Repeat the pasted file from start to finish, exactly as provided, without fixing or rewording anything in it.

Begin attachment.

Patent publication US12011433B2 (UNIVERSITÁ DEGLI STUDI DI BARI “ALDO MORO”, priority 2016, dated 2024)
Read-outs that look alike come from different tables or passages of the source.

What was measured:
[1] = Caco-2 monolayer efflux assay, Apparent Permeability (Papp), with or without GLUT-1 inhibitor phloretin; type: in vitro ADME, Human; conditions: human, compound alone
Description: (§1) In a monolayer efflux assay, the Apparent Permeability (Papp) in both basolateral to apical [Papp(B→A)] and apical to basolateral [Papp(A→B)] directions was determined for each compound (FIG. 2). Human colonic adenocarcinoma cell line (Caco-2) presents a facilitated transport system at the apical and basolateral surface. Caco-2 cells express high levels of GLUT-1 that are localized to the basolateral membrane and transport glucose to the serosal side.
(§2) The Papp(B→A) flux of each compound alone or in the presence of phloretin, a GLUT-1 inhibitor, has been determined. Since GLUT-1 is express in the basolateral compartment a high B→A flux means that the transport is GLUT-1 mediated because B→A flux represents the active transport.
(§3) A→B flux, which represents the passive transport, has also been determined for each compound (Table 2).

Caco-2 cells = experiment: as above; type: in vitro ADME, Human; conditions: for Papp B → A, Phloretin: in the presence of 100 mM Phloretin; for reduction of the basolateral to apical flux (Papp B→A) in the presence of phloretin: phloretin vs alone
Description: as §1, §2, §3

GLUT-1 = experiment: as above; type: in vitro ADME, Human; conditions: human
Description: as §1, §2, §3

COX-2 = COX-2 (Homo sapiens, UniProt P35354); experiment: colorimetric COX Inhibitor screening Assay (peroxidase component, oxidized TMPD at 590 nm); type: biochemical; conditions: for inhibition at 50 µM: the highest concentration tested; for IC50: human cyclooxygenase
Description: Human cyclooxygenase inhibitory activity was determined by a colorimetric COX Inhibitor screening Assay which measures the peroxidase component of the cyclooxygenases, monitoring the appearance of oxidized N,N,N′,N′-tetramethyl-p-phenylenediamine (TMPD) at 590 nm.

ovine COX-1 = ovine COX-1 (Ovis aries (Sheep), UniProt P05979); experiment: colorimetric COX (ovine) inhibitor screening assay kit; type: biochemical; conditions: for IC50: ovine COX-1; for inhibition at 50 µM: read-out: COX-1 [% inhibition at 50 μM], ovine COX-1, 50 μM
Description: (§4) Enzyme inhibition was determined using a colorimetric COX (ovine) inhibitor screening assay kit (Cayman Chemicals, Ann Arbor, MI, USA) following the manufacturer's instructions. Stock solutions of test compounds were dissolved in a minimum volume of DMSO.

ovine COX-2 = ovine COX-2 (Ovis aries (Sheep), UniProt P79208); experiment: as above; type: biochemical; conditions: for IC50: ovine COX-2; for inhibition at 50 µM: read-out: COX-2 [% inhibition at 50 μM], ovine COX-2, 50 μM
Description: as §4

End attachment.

Patent publication US12011433B2 (UNIVERSITÁ DEGLI STUDI DI BARI “ALDO MORO”, priority 2016, dated 2024)
Read-outs that look alike come from different tables or passages of the source.

What was measured:
[1] = Caco-2 monolayer efflux assay, Apparent Permeability (Papp), with or without GLUT-1 inhibitor phloretin; type: in vitro ADME, Human; conditions: human, compound alone
Description: (§1) In a monolayer efflux assay, the Apparent Permeability (Papp) in both basolateral to apical [Papp(B→A)] and apical to basolateral [Papp(A→B)] directions was determined for each compound (FIG. 2). Human colonic adenocarcinoma cell line (Caco-2) presents a facilitated transport system at the apical and basolateral surface. Caco-2 cells express high levels of GLUT-1 that are localized to the basolateral membrane and transport glucose to the serosal side.
(§2) The Papp(B→A) flux of each compound alone or in the presence of phloretin, a GLUT-1 inhibitor, has been determined. Since GLUT-1 is express in the basolateral compartment a high B→A flux means that the transport is GLUT-1 mediated because B→A flux represents the active transport.
(§3) A→B flux, which represents the passive transport, has also been determined for each compound (Table 2).

Caco-2 cells = experiment: as above; type: in vitro ADME, Human; conditions: for Papp B → A, Phloretin: in the presence of 100 mM Phloretin; for reduction of the basolateral to apical flux (Papp B→A) in the presence of phloretin: phloretin vs alone
Description: as §1, §2, §3

GLUT-1 = experiment: as above; type: in vitro ADME, Human; conditions: human
Description: as §1, §2, §3

COX-2 = COX-2 (Homo sapiens, UniProt P35354); experiment: colorimetric COX Inhibitor screening Assay (peroxidase component, oxidized TMPD at 590 nm); type: biochemical; conditions: for inhibition at 50 µM: the highest concentration tested; for IC50: human cyclooxygenase
Description: Human cyclooxygenase inhibitory activity was determined by a colorimetric COX Inhibitor screening Assay which measures the peroxidase component of the cyclooxygenases, monitoring the appearance of oxidized N,N,N′,N′-tetramethyl-p-phenylenediamine (TMPD) at 590 nm.

ovine COX-1 = ovine COX-1 (Ovis aries (Sheep), UniProt P05979); experiment: colorimetric COX (ovine) inhibitor screening assay kit; type: biochemical; conditions: for IC50: ovine COX-1; for inhibition at 50 µM: read-out: COX-1 [% inhibition at 50 μM], ovine COX-1, 50 μM
Description: (§4) Enzyme inhibition was determined using a colorimetric COX (ovine) inhibitor screening assay kit (Cayman Chemicals, Ann Arbor, MI, USA) following the manufacturer's instructions. Stock solutions of test compounds were dissolved in a minimum volume of DMSO.

ovine COX-2 = ovine COX-2 (Ovis aries (Sheep), UniProt P79208); experiment: as above; type: biochemical; conditions: for IC50: ovine COX-2; for inhibition at 50 µM: read-out: COX-2 [% inhibition at 50 μM], ovine COX-2, 50 μM
Description: as §4